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Gene Therapy


What is Cystic Fibrosis

Cystic Fibrosis is an inherited disease, this means it caused by irregular genes and you are born with it. It also means that people carrying the gene (but not necessarily with Cystic Fibrosis) can pass it on to their children.

Cystic Fibrosis is caused by a defect in the CTFR gene, this controls the production of a protein that controls cell transport of chlorine ions. This disrupts the natural water potential and the mucas becomes thick, so the cillia can't move it and this can sometimes cause blockages.

Cystic Fibrosis doesn't only affect the lungs, it causes problems for the entire body, the bile duct may become blocked and lead to cirrhosis; enzymes from the pancreas are not secreted which causes incomplete digestion; and infertility in both men and women.

Gene Therapy

The basic principle of gene therapy is to give patients copies of the correct gene so they can make the protein by synthesis.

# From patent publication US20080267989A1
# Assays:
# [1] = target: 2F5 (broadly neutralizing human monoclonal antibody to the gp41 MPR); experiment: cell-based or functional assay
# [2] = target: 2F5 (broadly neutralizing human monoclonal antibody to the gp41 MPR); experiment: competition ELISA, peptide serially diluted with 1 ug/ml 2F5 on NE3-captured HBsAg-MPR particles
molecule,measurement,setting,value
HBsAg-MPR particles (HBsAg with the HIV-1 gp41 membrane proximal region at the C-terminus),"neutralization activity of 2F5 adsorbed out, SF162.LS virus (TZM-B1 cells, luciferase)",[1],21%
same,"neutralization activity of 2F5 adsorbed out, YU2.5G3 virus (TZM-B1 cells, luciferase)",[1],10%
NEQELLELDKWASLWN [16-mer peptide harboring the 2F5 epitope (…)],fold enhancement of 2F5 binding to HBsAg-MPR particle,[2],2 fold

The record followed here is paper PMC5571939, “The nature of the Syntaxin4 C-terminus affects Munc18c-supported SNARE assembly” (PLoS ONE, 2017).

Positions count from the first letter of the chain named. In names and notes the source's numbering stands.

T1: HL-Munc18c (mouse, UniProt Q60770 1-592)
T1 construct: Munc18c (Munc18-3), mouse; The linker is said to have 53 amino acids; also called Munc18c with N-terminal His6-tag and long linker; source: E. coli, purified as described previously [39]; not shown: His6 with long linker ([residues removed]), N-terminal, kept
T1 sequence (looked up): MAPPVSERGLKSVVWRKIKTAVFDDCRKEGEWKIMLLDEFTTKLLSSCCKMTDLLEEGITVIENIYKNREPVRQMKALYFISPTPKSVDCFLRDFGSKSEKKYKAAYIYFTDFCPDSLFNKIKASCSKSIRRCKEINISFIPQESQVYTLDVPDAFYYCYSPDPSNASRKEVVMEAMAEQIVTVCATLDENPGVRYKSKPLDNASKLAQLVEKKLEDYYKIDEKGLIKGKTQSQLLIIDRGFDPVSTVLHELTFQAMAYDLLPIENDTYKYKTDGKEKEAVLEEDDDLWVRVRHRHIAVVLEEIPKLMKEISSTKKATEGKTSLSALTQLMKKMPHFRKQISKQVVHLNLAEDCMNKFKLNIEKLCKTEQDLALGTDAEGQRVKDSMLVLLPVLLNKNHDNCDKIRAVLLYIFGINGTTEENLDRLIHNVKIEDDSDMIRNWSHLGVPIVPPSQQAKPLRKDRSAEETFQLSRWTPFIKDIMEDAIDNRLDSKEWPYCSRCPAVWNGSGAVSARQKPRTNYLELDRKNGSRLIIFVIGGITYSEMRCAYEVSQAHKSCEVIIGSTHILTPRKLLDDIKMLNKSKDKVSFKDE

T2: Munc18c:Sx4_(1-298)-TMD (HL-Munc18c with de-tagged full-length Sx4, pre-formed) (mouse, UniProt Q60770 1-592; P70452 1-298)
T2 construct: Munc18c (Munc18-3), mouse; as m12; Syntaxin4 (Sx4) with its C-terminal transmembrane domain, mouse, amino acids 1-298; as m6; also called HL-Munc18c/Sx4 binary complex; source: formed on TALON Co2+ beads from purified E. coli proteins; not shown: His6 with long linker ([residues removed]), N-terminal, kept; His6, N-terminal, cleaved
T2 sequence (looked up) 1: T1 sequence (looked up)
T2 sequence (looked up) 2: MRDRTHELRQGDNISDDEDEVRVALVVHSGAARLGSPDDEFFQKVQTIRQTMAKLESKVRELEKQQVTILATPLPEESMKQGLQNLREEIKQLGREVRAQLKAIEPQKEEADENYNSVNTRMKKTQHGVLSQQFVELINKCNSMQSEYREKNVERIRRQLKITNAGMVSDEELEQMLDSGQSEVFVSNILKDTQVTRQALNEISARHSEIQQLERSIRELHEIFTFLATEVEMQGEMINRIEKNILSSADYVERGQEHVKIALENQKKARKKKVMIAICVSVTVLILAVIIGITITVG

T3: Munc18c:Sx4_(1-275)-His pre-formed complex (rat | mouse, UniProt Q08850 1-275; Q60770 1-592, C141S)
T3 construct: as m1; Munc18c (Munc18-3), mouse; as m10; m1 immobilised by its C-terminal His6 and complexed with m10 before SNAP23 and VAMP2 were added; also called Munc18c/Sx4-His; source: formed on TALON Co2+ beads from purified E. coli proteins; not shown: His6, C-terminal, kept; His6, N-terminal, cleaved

There are two vectors that could be used to transport the CTFR gene. A harmless virus shown on the left which will deposit the gene into cells as viruses naturally do. Or a liposome (see here) which would be inhaled and hopefully would pass the gene through the cells.

The problems with either of the methods of gene therapy are twofold. Firstly, it isn't permanent since epithelial cells for example have a short life and are constantly being renewed, so the treatment would have to be taken regularly and this would be expensive.

Also, since Cystic Fibrosis is a disease that affects the entire body; it isn't possible to treat everything and whilst the lungs may be temporarily cured, the pancreas still will not function properly and the sufferer will still need to take enzyme supplements.

Updated: 09 May 2012